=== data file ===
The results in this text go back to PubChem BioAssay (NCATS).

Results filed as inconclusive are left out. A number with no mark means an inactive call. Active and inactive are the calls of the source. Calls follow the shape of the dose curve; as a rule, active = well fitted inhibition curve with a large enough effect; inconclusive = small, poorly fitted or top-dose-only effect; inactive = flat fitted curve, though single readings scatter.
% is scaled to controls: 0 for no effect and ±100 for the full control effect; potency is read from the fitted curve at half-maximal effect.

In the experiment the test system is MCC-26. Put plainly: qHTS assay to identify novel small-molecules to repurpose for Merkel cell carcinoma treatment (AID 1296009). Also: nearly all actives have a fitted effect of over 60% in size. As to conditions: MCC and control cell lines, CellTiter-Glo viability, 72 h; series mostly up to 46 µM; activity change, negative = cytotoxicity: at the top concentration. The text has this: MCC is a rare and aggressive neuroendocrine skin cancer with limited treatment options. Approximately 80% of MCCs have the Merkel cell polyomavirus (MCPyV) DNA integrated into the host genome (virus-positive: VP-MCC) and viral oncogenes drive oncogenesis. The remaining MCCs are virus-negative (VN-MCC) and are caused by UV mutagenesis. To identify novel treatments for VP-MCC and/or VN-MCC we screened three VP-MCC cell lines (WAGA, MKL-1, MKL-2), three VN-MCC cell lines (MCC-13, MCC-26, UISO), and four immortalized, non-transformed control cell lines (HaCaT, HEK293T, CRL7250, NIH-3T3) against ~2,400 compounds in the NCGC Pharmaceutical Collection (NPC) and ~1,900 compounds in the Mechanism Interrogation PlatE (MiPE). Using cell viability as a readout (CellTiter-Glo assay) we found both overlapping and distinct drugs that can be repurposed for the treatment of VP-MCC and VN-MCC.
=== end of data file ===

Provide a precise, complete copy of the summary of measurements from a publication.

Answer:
The results in this text go back to PubChem BioAssay (NCATS).

Results filed as inconclusive are left out. A number with no mark means an inactive call. Active and inactive are the calls of the source. Calls follow the shape of the dose curve; as a rule, active = well fitted inhibition curve with a large enough effect; inconclusive = small, poorly fitted or top-dose-only effect; inactive = flat fitted curve, though single readings scatter.
% is scaled to controls: 0 for no effect and ±100 for the full control effect; potency is read from the fitted curve at half-maximal effect.

In the experiment the test system is MCC-26. Put plainly: qHTS assay to identify novel small-molecules to repurpose for Merkel cell carcinoma treatment (AID 1296009). Also: nearly all actives have a fitted effect of over 60% in size. As to conditions: MCC and control cell lines, CellTiter-Glo viability, 72 h; series mostly up to 46 µM; activity change, negative = cytotoxicity: at the top concentration. The text has this: MCC is a rare and aggressive neuroendocrine skin cancer with limited treatment options. Approximately 80% of MCCs have the Merkel cell polyomavirus (MCPyV) DNA integrated into the host genome (virus-positive: VP-MCC) and viral oncogenes drive oncogenesis. The remaining MCCs are virus-negative (VN-MCC) and are caused by UV mutagenesis. To identify novel treatments for VP-MCC and/or VN-MCC we screened three VP-MCC cell lines (WAGA, MKL-1, MKL-2), three VN-MCC cell lines (MCC-13, MCC-26, UISO), and four immortalized, non-transformed control cell lines (HaCaT, HEK293T, CRL7250, NIH-3T3) against ~2,400 compounds in the NCGC Pharmaceutical Collection (NPC) and ~1,900 compounds in the Mechanism Interrogation PlatE (MiPE). Using cell viability as a readout (CellTiter-Glo assay) we found both overlapping and distinct drugs that can be repurposed for the treatment of VP-MCC and VN-MCC.